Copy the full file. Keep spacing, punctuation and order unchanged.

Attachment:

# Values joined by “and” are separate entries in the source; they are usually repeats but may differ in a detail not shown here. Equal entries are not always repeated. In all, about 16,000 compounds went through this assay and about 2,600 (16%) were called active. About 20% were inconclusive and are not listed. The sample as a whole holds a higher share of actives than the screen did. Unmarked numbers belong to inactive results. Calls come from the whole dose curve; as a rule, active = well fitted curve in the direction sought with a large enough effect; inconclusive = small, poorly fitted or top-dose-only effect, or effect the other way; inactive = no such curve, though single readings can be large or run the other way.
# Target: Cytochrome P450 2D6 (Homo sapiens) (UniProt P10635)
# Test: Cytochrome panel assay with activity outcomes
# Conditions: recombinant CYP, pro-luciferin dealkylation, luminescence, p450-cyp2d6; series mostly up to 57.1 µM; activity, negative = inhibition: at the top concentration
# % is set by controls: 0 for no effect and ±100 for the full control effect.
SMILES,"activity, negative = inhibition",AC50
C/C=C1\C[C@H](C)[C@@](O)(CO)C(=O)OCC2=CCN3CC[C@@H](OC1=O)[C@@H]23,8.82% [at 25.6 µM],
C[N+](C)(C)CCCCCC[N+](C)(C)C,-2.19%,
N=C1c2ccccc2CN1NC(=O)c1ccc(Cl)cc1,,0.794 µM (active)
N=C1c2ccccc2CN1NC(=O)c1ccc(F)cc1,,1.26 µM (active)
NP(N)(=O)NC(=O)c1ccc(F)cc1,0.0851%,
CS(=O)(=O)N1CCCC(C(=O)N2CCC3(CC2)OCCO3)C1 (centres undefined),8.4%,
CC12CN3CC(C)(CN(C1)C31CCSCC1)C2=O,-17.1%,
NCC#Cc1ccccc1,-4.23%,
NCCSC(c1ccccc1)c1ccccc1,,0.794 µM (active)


# Values joined by “and” are separate entries in the source; they are usually repeats but may differ in a detail not shown here. Equal entries are not always repeated. In all, about 16,000 compounds went through this assay and about 2,600 (16%) were called active. About 20% were inconclusive and are not listed. The sample as a whole holds a higher share of actives than the screen did. Unmarked numbers belong to inactive results. Calls come from the whole dose curve; as a rule, active = well fitted curve in the direction sought with a large enough effect; inconclusive = small, poorly fitted or top-dose-only effect, or effect the other way; inactive = no such curve, though single readings can be large or run the other way.
# Target: Cytochrome P450 2D6 (Homo sapiens) (UniProt P10635)
# Test: Cytochrome panel assay with activity outcomes
# Conditions: recombinant CYP, pro-luciferin dealkylation, luminescence, p450-cyp2d6; series mostly up to 57.1 µM; activity, negative = inhibition: at the top concentration
# % is set by controls: 0 for no effect and ±100 for the full control effect.
SMILES,"activity, negative = inhibition",AC50
C/C=C1\C[C@H](C)[C@@](O)(CO)C(=O)OCC2=CCN3CC[C@@H](OC1=O)[C@@H]23,8.82% [at 25.6 µM],
C[N+](C)(C)CCCCCC[N+](C)(C)C,-2.19%,
N=C1c2ccccc2CN1NC(=O)c1ccc(Cl)cc1,,0.794 µM (active)
N=C1c2ccccc2CN1NC(=O)c1ccc(F)cc1,,1.26 µM (active)
NP(N)(=O)NC(=O)c1ccc(F)cc1,0.0851%,
CS(=O)(=O)N1CCCC(C(=O)N2CCC3(CC2)OCCO3)C1 (centres undefined),8.4%,
CC12CN3CC(C)(CN(C1)C31CCSCC1)C2=O,-17.1%,
NCC#Cc1ccccc1,-4.23%,
NCCSC(c1ccccc1)c1ccccc1,,0.794 µM (active)